In Rove’s view a campaign must be centred on a big idea and be driven by historical data on election patterns. I have never met anyone with such a mastery of detail: places and figures trip off his tongue and I get the sense that I could name any district in the country and he would tell me how they voted in 1964. He is fiercely loyal to Bush, who he insists is much underestimated. “Abraham Lincoln’s law partner once said, ‘Mr Lincoln’s great ability is to get to the nub of the thing,’ and Bush has that same ability.”
Of all the politicians Rove has met, one of those he admires most is Tony Blair. “He had his eyes wide open about what Iraq could do to his political career, but for him personal consequences were far less important than consequences of right action for the world.” He insists it was right to invade Iraq despite the death toll and the failure to find the weapons of mass destruction that were the rationale for the war. “We now know that in 1945 the Japanese were over-extended and could not maintain a long war and could have been isolated on the mainland. So did we need to drop two atomic weapons?” he asks. “In governing you have to act on the information you have, particularly in questions of life and death, war and peace. And all the information we had in the aftermath of 9/11 pointed to Saddam Hussein as a threat. Imagine the world today if we hadn’t taken him on. Sanctions were failing. This guy had thumbed his nose at the UN for the best part of a decade and was sitting atop a third of the world’s oil reserves. He didn’t have WMD but he had dual-use [nuclear] facilities and infrastructure to reconstitute these programmes quickly.”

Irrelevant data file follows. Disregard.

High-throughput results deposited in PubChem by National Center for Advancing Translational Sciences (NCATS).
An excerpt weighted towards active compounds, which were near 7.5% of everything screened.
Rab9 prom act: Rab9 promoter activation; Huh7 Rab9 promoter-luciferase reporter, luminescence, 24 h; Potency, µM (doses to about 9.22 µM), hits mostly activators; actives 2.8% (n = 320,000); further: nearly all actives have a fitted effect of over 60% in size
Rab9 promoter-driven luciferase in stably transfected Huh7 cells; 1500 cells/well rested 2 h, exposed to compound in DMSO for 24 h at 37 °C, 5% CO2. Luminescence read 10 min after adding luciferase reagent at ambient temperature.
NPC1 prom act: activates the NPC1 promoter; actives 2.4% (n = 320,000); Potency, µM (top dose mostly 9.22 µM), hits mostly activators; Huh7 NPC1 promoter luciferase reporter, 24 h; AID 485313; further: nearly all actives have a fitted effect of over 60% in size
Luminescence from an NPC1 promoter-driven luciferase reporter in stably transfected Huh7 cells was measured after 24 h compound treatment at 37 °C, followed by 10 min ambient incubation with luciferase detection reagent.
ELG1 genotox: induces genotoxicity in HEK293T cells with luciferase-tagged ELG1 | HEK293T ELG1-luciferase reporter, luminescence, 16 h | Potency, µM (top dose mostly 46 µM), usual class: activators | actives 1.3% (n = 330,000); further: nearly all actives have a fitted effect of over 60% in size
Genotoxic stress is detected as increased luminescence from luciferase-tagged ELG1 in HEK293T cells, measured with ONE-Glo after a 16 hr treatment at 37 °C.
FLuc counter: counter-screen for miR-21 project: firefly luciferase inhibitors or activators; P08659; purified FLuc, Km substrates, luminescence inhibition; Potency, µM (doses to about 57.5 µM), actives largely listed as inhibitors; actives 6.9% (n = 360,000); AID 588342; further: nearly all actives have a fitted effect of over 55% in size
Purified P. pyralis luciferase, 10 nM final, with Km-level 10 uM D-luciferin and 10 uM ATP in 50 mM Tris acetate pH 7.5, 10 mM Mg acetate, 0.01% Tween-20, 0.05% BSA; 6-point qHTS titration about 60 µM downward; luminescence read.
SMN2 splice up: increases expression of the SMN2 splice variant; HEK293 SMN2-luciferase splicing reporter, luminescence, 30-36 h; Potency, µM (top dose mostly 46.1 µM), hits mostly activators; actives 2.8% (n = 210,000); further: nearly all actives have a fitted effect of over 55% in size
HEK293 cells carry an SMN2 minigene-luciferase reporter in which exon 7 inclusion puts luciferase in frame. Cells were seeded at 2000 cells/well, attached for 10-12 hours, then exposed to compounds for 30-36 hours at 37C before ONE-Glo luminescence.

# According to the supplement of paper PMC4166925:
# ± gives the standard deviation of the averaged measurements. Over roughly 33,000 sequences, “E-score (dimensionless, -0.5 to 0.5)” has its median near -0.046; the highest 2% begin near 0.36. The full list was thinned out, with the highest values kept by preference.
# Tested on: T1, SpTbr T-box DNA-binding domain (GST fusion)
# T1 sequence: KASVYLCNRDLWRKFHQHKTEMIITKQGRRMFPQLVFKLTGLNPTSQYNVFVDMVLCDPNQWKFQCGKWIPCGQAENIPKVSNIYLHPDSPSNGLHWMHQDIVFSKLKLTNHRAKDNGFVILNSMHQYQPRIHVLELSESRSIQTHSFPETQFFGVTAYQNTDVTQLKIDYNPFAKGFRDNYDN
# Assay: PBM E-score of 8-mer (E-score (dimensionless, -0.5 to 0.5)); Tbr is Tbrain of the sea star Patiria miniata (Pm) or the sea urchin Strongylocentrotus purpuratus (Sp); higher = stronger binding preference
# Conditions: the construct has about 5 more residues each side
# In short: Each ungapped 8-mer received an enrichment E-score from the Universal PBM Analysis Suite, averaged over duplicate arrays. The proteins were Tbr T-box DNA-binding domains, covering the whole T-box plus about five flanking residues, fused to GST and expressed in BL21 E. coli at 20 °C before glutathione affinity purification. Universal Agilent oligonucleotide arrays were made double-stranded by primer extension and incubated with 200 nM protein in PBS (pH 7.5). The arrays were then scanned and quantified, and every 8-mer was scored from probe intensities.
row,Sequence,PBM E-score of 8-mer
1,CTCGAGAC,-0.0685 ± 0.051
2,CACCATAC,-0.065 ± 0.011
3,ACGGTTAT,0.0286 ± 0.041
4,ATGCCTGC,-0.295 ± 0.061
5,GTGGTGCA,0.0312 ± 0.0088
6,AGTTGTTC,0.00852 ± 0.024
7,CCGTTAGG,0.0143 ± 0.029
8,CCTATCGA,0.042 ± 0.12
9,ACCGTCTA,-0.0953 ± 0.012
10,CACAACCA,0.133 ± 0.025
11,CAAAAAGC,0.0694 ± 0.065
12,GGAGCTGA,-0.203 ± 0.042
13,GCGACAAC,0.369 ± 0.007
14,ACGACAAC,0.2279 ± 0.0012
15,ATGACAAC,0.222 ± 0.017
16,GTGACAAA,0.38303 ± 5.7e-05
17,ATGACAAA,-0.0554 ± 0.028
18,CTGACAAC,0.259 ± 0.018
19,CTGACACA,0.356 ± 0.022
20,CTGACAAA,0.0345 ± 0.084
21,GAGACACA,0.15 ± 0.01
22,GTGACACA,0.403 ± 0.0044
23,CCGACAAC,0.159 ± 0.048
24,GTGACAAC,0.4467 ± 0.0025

In Rove’s view the biggest mistake of the Bush White House was the failure to respond to the charge that the president had lied to go to war. “We let this become a corrosive agent, which drained away the credibility of the administration on a wide variety of fronts.” Like Blair he believes history will look more kindly on Iraq. “The other day a guy came up to me and said, ‘You’re Karl Rove. I never voted for Bush, I voted Obama. But you tell Bush I appreciate what he did. It’s a lot harder than it looks and I appreciate him keeping us safe.’ If opponents of Bush can bring themselves to say that, then I think the vast majority of American people will eventually come round.”